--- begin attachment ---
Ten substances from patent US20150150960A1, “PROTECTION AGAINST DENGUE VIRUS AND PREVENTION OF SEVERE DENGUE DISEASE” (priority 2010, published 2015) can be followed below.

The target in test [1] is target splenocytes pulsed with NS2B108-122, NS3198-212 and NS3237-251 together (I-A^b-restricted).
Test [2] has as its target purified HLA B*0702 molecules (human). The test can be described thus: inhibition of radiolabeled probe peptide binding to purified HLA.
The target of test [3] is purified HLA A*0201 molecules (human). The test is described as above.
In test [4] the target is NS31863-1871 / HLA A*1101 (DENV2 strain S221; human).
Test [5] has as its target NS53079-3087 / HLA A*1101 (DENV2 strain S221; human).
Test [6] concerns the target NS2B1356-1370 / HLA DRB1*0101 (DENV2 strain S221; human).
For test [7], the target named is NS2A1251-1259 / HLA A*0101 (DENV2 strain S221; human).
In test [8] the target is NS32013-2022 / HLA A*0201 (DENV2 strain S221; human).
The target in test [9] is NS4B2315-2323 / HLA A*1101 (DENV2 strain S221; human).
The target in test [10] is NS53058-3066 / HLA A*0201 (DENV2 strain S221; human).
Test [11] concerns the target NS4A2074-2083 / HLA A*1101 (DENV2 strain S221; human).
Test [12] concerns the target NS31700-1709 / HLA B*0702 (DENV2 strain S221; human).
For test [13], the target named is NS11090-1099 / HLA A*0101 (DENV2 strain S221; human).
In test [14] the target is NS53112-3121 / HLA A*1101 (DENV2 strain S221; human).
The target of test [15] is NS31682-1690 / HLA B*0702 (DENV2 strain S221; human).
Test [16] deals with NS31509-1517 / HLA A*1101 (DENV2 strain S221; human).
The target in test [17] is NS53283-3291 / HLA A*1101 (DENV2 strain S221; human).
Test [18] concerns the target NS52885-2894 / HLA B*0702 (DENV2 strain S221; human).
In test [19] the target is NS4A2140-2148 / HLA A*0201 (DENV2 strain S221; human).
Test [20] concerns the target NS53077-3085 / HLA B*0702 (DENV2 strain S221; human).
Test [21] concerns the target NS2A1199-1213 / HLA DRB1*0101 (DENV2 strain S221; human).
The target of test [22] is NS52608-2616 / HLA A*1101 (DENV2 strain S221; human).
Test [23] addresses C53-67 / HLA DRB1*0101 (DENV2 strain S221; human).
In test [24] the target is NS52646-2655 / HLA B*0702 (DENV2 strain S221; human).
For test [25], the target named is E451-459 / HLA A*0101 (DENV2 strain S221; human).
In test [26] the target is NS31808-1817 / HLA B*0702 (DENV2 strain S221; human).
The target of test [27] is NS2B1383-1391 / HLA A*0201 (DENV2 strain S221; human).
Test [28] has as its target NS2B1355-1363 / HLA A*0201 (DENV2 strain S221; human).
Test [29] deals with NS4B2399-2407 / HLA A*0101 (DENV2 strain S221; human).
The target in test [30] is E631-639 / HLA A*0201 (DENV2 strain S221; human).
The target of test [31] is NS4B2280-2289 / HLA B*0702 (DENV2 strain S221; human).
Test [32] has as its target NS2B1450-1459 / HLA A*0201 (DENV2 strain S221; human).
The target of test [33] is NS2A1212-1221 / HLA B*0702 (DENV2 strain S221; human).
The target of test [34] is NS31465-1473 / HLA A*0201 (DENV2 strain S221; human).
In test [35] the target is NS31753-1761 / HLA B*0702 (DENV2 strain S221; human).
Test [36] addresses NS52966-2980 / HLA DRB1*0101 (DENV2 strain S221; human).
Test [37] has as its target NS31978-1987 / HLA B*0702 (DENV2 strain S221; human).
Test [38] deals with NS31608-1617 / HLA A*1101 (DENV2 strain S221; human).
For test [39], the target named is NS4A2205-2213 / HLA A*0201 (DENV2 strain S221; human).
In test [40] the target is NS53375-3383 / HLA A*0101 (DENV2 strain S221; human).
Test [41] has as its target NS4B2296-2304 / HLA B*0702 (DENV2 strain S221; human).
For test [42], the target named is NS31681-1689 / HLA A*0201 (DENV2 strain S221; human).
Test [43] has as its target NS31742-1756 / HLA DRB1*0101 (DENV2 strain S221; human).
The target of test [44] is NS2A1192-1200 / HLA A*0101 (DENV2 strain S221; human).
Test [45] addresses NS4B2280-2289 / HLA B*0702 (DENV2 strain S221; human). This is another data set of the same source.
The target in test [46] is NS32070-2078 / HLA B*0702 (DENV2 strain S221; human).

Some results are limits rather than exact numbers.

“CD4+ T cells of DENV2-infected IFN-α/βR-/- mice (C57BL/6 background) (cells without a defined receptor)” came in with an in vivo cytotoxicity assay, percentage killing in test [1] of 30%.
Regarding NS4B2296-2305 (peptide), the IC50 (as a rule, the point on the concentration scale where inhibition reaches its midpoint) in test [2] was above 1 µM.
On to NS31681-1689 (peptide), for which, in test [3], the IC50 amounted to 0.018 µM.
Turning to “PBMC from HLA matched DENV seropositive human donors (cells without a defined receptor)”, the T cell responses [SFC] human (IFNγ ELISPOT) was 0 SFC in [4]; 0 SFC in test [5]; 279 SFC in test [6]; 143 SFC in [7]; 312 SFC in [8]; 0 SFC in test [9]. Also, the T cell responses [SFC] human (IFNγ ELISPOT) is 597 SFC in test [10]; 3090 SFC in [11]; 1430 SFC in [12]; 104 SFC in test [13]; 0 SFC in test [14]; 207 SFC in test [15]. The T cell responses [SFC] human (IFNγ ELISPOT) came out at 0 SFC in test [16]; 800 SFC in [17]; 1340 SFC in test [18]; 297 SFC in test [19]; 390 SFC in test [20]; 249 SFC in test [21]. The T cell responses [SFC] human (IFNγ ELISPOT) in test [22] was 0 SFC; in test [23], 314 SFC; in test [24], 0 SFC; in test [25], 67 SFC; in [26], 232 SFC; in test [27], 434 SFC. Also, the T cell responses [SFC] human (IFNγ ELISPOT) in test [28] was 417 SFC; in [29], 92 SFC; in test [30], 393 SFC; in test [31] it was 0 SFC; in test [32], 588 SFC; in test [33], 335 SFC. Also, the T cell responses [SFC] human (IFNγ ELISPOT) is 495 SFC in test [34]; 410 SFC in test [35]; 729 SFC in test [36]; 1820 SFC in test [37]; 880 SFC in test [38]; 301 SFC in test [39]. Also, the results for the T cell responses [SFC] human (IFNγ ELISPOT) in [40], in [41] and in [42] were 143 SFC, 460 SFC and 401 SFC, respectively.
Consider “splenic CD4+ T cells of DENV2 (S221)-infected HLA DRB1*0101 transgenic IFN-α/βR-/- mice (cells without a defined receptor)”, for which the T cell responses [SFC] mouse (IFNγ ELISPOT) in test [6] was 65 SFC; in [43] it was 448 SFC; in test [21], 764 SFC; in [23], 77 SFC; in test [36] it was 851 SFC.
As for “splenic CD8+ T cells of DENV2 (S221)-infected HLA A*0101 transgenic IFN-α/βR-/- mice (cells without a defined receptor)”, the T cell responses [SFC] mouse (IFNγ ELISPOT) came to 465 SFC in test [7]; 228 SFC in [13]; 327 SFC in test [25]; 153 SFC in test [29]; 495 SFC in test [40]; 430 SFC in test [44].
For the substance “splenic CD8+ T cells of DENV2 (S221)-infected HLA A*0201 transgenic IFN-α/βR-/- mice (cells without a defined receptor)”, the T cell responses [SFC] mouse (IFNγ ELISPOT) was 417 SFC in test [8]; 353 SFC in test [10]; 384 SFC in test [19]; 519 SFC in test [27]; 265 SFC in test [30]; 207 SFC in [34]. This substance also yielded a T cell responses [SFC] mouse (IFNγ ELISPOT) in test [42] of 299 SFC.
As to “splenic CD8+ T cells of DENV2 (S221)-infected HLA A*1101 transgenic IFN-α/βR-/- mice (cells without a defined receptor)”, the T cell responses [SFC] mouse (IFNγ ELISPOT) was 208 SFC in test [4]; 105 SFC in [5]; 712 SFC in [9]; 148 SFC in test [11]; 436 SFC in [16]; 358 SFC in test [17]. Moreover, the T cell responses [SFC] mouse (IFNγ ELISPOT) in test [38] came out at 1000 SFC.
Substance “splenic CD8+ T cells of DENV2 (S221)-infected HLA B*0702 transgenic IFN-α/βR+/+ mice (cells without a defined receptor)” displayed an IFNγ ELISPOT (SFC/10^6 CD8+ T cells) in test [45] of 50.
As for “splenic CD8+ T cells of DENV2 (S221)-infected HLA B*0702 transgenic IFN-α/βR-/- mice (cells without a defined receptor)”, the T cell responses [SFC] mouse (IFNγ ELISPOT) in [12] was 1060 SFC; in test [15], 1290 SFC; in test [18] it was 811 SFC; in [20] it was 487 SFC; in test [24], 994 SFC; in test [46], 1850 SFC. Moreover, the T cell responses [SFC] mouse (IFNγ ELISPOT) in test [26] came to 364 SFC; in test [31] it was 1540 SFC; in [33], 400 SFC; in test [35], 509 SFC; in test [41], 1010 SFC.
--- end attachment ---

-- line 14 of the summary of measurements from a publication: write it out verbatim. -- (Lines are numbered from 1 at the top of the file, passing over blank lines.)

For test [13], the target named is NS11090-1099 / HLA A*0101 (DENV2 strain S221; human).